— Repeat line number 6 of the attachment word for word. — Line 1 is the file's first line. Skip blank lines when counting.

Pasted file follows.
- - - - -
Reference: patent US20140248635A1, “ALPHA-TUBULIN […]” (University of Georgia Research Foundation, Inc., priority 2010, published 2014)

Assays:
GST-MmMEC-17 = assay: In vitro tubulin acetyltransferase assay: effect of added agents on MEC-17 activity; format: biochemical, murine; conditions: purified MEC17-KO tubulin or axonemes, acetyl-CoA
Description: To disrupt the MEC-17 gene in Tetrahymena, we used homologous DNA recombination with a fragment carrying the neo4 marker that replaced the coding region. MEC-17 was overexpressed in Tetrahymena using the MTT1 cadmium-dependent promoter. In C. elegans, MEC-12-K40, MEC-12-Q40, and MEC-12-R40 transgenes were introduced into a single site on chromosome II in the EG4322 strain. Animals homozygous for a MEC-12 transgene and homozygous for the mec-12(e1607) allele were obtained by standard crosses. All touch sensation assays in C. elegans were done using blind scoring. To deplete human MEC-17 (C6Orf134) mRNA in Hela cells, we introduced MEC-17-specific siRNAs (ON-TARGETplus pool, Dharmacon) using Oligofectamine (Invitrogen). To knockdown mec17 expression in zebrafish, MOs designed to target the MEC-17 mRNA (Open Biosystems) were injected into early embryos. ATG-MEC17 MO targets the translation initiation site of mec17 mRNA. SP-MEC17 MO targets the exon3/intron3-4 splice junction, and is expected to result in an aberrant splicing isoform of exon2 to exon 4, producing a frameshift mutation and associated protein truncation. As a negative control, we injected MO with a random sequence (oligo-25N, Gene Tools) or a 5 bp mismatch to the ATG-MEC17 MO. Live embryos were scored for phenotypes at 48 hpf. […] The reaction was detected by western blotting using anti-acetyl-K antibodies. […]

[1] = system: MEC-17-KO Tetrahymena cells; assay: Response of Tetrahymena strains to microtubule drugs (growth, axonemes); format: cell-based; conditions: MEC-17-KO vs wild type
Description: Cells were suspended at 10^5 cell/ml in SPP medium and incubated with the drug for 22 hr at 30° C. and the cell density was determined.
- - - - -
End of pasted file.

Description: Cells were suspended at 10^5 cell/ml in SPP medium and incubated with the drug for 22 hr at 30° C. and the cell density was determined.